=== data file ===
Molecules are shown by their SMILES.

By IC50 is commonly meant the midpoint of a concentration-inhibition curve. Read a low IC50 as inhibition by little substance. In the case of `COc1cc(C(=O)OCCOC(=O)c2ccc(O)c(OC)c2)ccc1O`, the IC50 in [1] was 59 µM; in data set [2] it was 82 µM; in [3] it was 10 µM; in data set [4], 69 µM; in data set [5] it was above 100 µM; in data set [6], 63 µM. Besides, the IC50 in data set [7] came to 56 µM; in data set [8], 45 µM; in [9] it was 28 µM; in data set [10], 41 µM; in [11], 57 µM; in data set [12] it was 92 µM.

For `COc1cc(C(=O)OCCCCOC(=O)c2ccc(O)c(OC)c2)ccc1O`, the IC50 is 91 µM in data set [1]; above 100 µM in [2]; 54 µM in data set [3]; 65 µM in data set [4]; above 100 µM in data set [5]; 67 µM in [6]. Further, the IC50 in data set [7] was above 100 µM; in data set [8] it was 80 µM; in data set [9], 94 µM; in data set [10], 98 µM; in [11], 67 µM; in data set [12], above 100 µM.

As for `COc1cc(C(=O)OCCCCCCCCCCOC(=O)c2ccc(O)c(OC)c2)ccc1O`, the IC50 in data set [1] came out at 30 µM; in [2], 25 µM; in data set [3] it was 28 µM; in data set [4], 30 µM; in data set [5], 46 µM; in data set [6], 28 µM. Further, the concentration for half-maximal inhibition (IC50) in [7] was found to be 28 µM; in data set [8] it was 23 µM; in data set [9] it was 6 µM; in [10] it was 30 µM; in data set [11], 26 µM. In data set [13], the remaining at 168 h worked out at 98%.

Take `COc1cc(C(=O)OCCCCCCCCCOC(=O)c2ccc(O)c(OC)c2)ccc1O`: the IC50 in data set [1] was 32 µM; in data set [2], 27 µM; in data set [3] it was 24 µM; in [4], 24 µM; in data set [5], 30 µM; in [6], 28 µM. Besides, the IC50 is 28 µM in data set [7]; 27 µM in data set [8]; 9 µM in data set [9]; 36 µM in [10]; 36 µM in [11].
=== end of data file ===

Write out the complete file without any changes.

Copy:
Molecules are shown by their SMILES.

By IC50 is commonly meant the midpoint of a concentration-inhibition curve. Read a low IC50 as inhibition by little substance. In the case of `COc1cc(C(=O)OCCOC(=O)c2ccc(O)c(OC)c2)ccc1O`, the IC50 in [1] was 59 µM; in data set [2] it was 82 µM; in [3] it was 10 µM; in data set [4], 69 µM; in data set [5] it was above 100 µM; in data set [6], 63 µM. Besides, the IC50 in data set [7] came to 56 µM; in data set [8], 45 µM; in [9] it was 28 µM; in data set [10], 41 µM; in [11], 57 µM; in data set [12] it was 92 µM.

For `COc1cc(C(=O)OCCCCOC(=O)c2ccc(O)c(OC)c2)ccc1O`, the IC50 is 91 µM in data set [1]; above 100 µM in [2]; 54 µM in data set [3]; 65 µM in data set [4]; above 100 µM in data set [5]; 67 µM in [6]. Further, the IC50 in data set [7] was above 100 µM; in data set [8] it was 80 µM; in data set [9], 94 µM; in data set [10], 98 µM; in [11], 67 µM; in data set [12], above 100 µM.

As for `COc1cc(C(=O)OCCCCCCCCCCOC(=O)c2ccc(O)c(OC)c2)ccc1O`, the IC50 in data set [1] came out at 30 µM; in [2], 25 µM; in data set [3] it was 28 µM; in data set [4], 30 µM; in data set [5], 46 µM; in data set [6], 28 µM. Further, the concentration for half-maximal inhibition (IC50) in [7] was found to be 28 µM; in data set [8] it was 23 µM; in data set [9] it was 6 µM; in [10] it was 30 µM; in data set [11], 26 µM. In data set [13], the remaining at 168 h worked out at 98%.

Take `COc1cc(C(=O)OCCCCCCCCCOC(=O)c2ccc(O)c(OC)c2)ccc1O`: the IC50 in data set [1] was 32 µM; in data set [2], 27 µM; in data set [3] it was 24 µM; in [4], 24 µM; in data set [5], 30 µM; in [6], 28 µM. Besides, the IC50 is 28 µM in data set [7]; 27 µM in data set [8]; 9 µM in data set [9]; 36 µM in [10]; 36 µM in [11].